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Anderton Mill Cross in St Juliot's churchyard, 10m north of the church

A Scheduled Monument in St. Juliot, Cornwall

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Latitude: 50.6907 / 50°41'26"N

Longitude: -4.6502 / 4°39'0"W

OS Eastings: 212906.262004

OS Northings: 91240.801653

OS Grid: SX129912

Mapcode National: GBR N5.5Z6Q

Mapcode Global: FRA 1747.XX7

Entry Name: Anderton Mill Cross in St Juliot's churchyard, 10m north of the church

Scheduled Date: 22 August 1974

Last Amended: 3 January 1996

Source: Historic England

Source ID: 1014233

English Heritage Legacy ID: 28449

County: Cornwall

Civil Parish: St. Juliot

Traditional County: Cornwall

Lieutenancy Area (Ceremonial County): Cornwall

Church of England Parish: Otterham, Saint Juliot and Lesnewth

Church of England Diocese: Truro


The monument includes a medieval wayside cross known as the Anderton Mill
Cross, situated to the north of the church in St Juliot's churchyard on the
north coast of Cornwall.

The Anderton Mill Cross survives as an upright granite shaft with a round,
`wheel' head. The overall height of the monument is 1.65m. The principal faces
are orientated north-south. The head measures 0.52m high by 0.59m wide and is
0.16m thick. Both principal faces bear a relief Latin cross, the lower limb
extending down to the top of the shaft. The top of the head on the south face
has been fractured and the top limb of the cross is missing. There is a narrow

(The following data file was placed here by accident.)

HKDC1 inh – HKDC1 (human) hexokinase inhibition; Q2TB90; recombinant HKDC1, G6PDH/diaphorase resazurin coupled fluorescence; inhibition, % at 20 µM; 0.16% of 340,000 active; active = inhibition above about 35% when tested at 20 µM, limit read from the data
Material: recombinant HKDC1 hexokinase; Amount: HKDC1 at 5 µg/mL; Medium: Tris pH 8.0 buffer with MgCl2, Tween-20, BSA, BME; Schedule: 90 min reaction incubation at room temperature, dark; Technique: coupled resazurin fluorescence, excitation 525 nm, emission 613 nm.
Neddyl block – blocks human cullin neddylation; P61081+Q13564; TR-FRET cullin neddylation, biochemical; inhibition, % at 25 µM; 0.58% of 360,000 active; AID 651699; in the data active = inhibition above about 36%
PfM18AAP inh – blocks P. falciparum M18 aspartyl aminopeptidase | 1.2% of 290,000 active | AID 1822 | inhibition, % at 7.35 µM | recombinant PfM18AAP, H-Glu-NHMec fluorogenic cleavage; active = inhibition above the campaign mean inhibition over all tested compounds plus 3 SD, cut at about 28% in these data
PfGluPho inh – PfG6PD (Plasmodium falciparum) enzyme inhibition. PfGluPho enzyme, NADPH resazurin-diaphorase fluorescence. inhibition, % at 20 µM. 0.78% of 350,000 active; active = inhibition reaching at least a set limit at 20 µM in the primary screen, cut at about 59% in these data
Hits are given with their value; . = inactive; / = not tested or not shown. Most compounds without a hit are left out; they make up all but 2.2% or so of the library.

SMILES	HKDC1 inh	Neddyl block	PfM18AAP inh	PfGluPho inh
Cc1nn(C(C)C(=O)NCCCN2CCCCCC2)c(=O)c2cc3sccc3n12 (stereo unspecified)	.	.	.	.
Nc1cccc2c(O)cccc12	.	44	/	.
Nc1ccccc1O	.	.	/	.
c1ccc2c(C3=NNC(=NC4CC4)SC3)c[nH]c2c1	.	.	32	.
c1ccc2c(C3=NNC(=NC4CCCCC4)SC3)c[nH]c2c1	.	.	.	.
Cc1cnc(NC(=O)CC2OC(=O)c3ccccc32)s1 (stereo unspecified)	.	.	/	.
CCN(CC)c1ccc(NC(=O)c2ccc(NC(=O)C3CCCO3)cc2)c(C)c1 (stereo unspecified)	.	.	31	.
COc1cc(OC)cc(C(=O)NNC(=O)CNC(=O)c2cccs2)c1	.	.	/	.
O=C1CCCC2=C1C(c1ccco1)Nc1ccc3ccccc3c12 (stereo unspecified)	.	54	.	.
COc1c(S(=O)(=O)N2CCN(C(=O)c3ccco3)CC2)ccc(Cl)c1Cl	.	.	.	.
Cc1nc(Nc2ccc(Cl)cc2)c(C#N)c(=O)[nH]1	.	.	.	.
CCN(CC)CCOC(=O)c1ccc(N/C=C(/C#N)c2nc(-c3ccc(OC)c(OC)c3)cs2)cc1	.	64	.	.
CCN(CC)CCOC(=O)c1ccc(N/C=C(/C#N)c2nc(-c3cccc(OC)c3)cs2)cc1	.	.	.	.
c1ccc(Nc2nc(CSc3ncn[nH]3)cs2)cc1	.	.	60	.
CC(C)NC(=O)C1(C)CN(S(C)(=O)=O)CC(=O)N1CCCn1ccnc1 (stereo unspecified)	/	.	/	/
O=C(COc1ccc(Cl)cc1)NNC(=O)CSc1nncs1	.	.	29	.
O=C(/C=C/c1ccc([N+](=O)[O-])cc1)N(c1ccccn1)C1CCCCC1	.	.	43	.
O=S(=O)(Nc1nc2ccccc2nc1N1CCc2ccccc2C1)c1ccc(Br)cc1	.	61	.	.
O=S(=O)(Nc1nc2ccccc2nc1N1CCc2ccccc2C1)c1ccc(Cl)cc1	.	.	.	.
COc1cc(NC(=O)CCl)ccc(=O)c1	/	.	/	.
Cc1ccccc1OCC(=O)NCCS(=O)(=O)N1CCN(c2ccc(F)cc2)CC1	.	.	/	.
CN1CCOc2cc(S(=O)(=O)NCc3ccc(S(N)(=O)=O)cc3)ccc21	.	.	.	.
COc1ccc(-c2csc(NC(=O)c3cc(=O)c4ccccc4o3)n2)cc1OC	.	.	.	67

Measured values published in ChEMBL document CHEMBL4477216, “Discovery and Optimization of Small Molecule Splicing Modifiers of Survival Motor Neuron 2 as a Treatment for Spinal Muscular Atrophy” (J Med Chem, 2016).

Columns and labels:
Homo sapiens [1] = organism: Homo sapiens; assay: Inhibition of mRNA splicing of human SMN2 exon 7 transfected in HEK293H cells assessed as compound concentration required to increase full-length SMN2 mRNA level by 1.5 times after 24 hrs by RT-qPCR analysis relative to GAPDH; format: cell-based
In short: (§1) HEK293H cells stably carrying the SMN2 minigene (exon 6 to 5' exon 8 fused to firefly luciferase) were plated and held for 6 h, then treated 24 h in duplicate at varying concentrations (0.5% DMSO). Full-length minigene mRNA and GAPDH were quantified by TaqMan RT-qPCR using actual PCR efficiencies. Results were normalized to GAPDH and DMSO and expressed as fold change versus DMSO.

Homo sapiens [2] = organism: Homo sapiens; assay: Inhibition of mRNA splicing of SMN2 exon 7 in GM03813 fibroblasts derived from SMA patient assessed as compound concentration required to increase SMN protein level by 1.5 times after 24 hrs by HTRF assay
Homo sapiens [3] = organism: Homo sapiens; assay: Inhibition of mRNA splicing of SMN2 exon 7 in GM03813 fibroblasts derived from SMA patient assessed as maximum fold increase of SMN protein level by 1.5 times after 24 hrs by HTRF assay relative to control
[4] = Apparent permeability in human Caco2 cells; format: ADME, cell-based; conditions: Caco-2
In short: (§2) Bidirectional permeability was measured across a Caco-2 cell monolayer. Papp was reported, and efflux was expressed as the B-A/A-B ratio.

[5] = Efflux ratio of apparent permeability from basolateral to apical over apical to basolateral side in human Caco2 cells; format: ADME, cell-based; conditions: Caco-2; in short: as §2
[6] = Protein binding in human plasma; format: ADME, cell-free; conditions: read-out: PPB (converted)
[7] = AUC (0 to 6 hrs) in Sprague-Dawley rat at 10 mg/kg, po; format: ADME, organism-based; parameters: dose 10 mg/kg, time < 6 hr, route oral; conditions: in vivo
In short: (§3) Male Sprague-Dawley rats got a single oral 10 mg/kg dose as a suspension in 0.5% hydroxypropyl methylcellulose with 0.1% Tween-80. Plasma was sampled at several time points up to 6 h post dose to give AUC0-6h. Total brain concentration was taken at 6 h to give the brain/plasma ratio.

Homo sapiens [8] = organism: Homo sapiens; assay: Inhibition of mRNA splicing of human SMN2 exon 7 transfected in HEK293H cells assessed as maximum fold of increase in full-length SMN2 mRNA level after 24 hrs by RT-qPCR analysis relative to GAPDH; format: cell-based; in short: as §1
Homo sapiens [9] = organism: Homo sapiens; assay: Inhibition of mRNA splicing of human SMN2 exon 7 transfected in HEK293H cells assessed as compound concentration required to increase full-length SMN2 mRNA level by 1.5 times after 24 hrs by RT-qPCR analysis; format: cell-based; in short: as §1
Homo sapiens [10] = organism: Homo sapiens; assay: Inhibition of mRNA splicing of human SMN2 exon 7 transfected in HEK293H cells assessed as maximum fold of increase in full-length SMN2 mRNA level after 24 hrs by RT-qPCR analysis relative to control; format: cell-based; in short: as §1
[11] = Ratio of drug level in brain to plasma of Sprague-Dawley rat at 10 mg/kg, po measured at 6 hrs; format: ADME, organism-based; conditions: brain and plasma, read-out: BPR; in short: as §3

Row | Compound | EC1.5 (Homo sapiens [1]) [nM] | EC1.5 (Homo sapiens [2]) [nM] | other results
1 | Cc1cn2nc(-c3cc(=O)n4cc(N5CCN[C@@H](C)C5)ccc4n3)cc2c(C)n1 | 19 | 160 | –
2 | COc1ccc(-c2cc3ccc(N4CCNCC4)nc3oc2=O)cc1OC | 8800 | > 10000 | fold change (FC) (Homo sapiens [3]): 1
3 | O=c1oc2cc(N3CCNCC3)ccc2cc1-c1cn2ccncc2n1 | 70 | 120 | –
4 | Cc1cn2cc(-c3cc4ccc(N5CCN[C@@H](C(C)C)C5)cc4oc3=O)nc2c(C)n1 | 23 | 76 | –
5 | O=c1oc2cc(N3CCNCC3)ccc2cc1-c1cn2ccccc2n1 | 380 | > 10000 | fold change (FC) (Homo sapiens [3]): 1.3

bead 0.04m wide around the edge of both principal faces terminating at the
neck. The head is slightly wider than the shaft, and the neck is indicated by
an indentation to either side. The shaft measures 1.13m high by 0.52m wide at
the base widening slightly to 0.56m at the top and is 0.16m thick at the base
widening slightly to 0.19m at the neck. There is a 0.06m diameter lead filled
hole with a lump of iron embedded in it 1.02m above ground level on the north
face of the shaft. Also on this face are two holes lower down on the shaft:
one is 0.05m in diameter by 0.03m deep and is 0.28m above ground level; the
other is 0.07m in diameter and also contains a lump of iron embedded in lead
and is 0.15m above ground level. There is another lead filled hole on the
south face of the shaft, 0.66m above ground level, 0.06m in diameter with a
lump of iron embedded in it. These holes are the result of the former reuse
of the cross as a gatepost, the iron lumps in some of the holes are the
remains of the gate fittings.

The Anderton Mill Cross is located by the north entrance to the churchyard at
St Juliot. It was removed in 1852 from Anderton Mill on the Lesnewth side of
the parish boundary between the parishes of St Juliot and Lesnewth. Anderton
Mill is 0.75km to the east of St Juliot's church. This wayside cross probably
marked the parish boundary between Lesnewth and St Juliot.

The gravel surface of the footpath passing to the east of the cross but within
its protective margin is excluded from the scheduling although the ground
beneath is included.

The site of the monument is shown on the attached map extract.
It includes a 2 metre boundary around the archaeological features,
considered to be essential for the monument's support and preservation.